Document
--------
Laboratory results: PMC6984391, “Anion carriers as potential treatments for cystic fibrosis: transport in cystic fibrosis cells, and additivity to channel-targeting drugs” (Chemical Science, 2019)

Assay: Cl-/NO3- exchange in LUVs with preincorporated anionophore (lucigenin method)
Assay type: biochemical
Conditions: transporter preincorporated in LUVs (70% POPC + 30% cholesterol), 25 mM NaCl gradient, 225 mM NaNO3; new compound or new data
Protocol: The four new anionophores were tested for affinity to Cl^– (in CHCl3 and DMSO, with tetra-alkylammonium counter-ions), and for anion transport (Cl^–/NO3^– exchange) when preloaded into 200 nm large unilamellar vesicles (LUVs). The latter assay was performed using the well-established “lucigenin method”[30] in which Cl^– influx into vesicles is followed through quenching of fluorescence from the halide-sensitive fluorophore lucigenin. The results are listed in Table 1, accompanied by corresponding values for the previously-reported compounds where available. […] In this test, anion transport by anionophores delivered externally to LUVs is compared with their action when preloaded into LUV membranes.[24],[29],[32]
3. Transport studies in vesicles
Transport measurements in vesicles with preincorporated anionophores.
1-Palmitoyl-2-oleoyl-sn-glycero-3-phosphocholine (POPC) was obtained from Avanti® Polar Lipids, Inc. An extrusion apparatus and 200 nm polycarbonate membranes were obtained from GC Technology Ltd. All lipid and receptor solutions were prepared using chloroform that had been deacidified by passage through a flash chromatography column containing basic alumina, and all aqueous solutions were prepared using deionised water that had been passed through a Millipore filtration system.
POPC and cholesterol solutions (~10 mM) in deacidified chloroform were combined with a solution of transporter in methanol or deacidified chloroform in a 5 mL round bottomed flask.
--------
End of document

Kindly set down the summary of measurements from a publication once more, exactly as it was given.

Laboratory results: PMC6984391, “Anion carriers as potential treatments for cystic fibrosis: transport in cystic fibrosis cells, and additivity to channel-targeting drugs” (Chemical Science, 2019)

Assay: Cl-/NO3- exchange in LUVs with preincorporated anionophore (lucigenin method)
Assay type: biochemical
Conditions: transporter preincorporated in LUVs (70% POPC + 30% cholesterol), 25 mM NaCl gradient, 225 mM NaNO3; new compound or new data
Protocol: The four new anionophores were tested for affinity to Cl^– (in CHCl3 and DMSO, with tetra-alkylammonium counter-ions), and for anion transport (Cl^–/NO3^– exchange) when preloaded into 200 nm large unilamellar vesicles (LUVs). The latter assay was performed using the well-established “lucigenin method”[30] in which Cl^– influx into vesicles is followed through quenching of fluorescence from the halide-sensitive fluorophore lucigenin. The results are listed in Table 1, accompanied by corresponding values for the previously-reported compounds where available. […] In this test, anion transport by anionophores delivered externally to LUVs is compared with their action when preloaded into LUV membranes.[24],[29],[32]
3. Transport studies in vesicles
Transport measurements in vesicles with preincorporated anionophores.
1-Palmitoyl-2-oleoyl-sn-glycero-3-phosphocholine (POPC) was obtained from Avanti® Polar Lipids, Inc. An extrusion apparatus and 200 nm polycarbonate membranes were obtained from GC Technology Ltd. All lipid and receptor solutions were prepared using chloroform that had been deacidified by passage through a flash chromatography column containing basic alumina, and all aqueous solutions were prepared using deionised water that had been passed through a Millipore filtration system.
POPC and cholesterol solutions (~10 mM) in deacidified chloroform were combined with a solution of transporter in methanol or deacidified chloroform in a 5 mL round bottomed flask.